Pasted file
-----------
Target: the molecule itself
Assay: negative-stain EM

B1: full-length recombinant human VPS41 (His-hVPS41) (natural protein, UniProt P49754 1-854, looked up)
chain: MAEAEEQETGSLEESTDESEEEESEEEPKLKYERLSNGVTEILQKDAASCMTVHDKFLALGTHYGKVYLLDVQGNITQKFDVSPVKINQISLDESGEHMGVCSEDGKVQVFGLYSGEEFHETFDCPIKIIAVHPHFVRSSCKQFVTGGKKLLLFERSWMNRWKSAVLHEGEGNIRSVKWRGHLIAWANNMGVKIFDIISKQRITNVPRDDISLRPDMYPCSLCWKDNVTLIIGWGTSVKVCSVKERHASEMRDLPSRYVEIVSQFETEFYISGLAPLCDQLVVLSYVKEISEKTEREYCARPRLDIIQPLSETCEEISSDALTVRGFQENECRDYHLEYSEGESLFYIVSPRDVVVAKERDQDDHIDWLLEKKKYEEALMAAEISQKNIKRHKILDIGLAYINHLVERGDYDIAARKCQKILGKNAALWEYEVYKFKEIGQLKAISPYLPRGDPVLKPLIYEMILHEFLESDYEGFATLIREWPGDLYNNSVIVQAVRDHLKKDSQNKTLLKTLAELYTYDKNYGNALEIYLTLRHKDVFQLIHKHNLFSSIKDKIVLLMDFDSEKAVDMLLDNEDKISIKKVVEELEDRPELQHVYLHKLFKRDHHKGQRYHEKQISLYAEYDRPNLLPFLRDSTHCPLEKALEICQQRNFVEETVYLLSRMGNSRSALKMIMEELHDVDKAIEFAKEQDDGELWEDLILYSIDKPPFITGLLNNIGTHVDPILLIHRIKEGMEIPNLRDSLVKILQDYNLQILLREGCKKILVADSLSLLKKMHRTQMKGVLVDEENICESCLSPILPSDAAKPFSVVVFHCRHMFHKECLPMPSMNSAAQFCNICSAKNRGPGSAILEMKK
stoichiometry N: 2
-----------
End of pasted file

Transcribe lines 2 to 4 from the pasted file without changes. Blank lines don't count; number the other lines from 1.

Assay: negative-stain EM

B1: full-length recombinant human VPS41 (His-hVPS41) (natural protein, UniProt P49754 1-854, looked up)
chain: MAEAEEQETGSLEESTDESEEEESEEEPKLKYERLSNGVTEILQKDAASCMTVHDKFLALGTHYGKVYLLDVQGNITQKFDVSPVKINQISLDESGEHMGVCSEDGKVQVFGLYSGEEFHETFDCPIKIIAVHPHFVRSSCKQFVTGGKKLLLFERSWMNRWKSAVLHEGEGNIRSVKWRGHLIAWANNMGVKIFDIISKQRITNVPRDDISLRPDMYPCSLCWKDNVTLIIGWGTSVKVCSVKERHASEMRDLPSRYVEIVSQFETEFYISGLAPLCDQLVVLSYVKEISEKTEREYCARPRLDIIQPLSETCEEISSDALTVRGFQENECRDYHLEYSEGESLFYIVSPRDVVVAKERDQDDHIDWLLEKKKYEEALMAAEISQKNIKRHKILDIGLAYINHLVERGDYDIAARKCQKILGKNAALWEYEVYKFKEIGQLKAISPYLPRGDPVLKPLIYEMILHEFLESDYEGFATLIREWPGDLYNNSVIVQAVRDHLKKDSQNKTLLKTLAELYTYDKNYGNALEIYLTLRHKDVFQLIHKHNLFSSIKDKIVLLMDFDSEKAVDMLLDNEDKISIKKVVEELEDRPELQHVYLHKLFKRDHHKGQRYHEKQISLYAEYDRPNLLPFLRDSTHCPLEKALEICQQRNFVEETVYLLSRMGNSRSALKMIMEELHDVDKAIEFAKEQDDGELWEDLILYSIDKPPFITGLLNNIGTHVDPILLIHRIKEGMEIPNLRDSLVKILQDYNLQILLREGCKKILVADSLSLLKKMHRTQMKGVLVDEENICESCLSPILPSDAAKPFSVVVFHCRHMFHKECLPMPSMNSAAQFCNICSAKNRGPGSAILEMKK